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I am working for a non-profit that wants to collect its donors' reason for donating, via a long dropdown of 'What prompted you to donate?' options like 'Received an email', 'Saw a TV ad', 'Friend or family was helped by charity', etc. This helps them understand how to communicate with the donors, and where to focus fundraising efforts. But I'm wondering how accurate the data is, or whether users will just pick one at random because they can't be bothered to read the list and make a selection. Does anyone have any evidence of this kind of user behavior?

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    If respondents don't want to respond to the question, they are more likely to pick the first one in the list, not a response at random -- first in the list is the easiest to select. To avoid this, simply randomize the order in the drop-down. That said, if they don't know to avoid this issue, someone involved with this effort should read a book on basic survey design. This issue is far from the only one they would encounter, especially on a topic like charitable donations where response biases such as social desirability bias are very likely to occur.
    – nadyne
    May 22, 2016 at 19:58
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    @nadyne, while you make some valid points, this is not 100% true. Consider forms that drop up based on screen position. By Fitt's law (and I verified it with my own testing), they will choose the closest to the mouse position. And in many cases, no matter if the select drops up or down, if they don't want to choose an option, they will use Other (or similar). I think the real problem here is that field shouldn't be mandatory
    – Devin
    May 22, 2016 at 20:23
  • Users will pick a value for a required field if they have some motivation to get to the end. If they don't have motivation to continue, many users just abandon the form once they hit a required field that gives them any pause. Better to rely on voluntary over-disclosure than arbitrary required fields. research.microsoft.com/en-us/projects/webforms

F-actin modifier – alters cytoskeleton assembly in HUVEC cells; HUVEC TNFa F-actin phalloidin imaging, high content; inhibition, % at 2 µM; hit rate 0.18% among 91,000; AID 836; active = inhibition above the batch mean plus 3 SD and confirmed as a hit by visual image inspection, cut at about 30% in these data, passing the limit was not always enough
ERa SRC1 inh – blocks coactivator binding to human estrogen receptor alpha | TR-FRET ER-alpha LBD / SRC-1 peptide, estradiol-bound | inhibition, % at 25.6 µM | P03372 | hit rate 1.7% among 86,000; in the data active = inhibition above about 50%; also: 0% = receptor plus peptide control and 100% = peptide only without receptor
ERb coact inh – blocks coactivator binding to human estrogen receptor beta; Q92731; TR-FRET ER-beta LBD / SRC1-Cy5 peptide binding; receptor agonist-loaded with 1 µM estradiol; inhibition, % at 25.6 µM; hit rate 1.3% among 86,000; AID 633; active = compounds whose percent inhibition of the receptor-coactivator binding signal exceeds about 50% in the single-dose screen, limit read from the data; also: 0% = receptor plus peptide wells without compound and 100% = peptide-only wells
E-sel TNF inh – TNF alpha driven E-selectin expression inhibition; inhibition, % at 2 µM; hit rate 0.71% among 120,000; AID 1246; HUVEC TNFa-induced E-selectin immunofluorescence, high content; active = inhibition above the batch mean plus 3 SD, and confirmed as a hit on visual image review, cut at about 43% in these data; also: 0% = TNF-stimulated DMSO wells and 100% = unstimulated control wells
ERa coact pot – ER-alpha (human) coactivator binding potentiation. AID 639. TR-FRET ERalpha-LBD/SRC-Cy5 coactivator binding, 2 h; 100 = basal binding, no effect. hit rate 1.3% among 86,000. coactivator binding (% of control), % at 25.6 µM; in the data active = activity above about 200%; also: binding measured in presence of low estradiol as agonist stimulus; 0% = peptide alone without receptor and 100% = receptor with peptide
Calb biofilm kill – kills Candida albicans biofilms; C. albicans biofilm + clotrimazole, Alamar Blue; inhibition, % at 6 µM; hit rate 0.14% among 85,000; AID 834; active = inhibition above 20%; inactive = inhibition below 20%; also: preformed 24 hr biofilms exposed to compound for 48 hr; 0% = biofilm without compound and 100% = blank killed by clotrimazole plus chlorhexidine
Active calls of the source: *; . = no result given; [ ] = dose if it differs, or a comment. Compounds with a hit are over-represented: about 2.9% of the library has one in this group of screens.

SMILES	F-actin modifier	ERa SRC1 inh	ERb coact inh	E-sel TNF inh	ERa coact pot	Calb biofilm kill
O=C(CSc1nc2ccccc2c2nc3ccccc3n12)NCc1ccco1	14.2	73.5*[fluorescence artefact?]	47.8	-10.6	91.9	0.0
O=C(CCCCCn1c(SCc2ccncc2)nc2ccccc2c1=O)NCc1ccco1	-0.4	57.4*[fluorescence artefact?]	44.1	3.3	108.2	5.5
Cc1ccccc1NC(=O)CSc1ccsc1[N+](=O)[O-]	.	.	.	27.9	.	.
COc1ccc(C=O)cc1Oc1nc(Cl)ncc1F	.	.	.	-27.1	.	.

– Tim Grant
    May 22, 2016 at 21:01
  • Maybe a free text field would solve the problem, but it have to be tested. Ofcource this will require a lot of effort for processing all this free text data. May 23, 2016 at 5:26
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    Check for how many people come from 'Afghanistan'
    – icc97
    May 23, 2016 at 7:57

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I agree with the comments above! Generally, users are least bothered about this field; they will pick any random option.

As Michael tells the story, he was working for a business that was having a big sale one Saturday. Prior to the sale they did a lot of advertising in the local market and wanted to determine which marketing project paid off. To do that Mike and his boss stood at the door all day and asked every customer where they heard about the sale. 30% said TV, 20% said Newspaper, and 50% said Radio – Good to know, right? Except they never had a TV ad. When they asked people if they were sure they heard about it on TV everyone assured them that they had.

To wisely invest your marketing dollars, you NEED to know where your leads are coming from. The internet marketing guru’s have this one figured out; they always know exactly where the leads are coming from by tracking the “referral sites” to their website.

http://ethicalbusinessbuilder.com/2008/02/14/asking-your-customer-where-did-you-hear-about-us-is-a-waste-of-time-and-what-to-do-about-it/

A tool like Convertable will help you automatically tracks the source of every web lead

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    This is a good answer and gets to the gist of the matter: you don't need this field at all. I'll add to this answer that any reasonable campaign will use some sort of tracking (such as Google Analytics) to know where did users came from
    – Devin
    May 23, 2016 at 16:02
  • The original poster will have to identify if they care about the difference where users came from, and why people chose to make the donation. "What prompted you to make the donation" muddies the waters between the two, especially for repeat givers.
    – nadyne
    May 23, 2016 at 16:47

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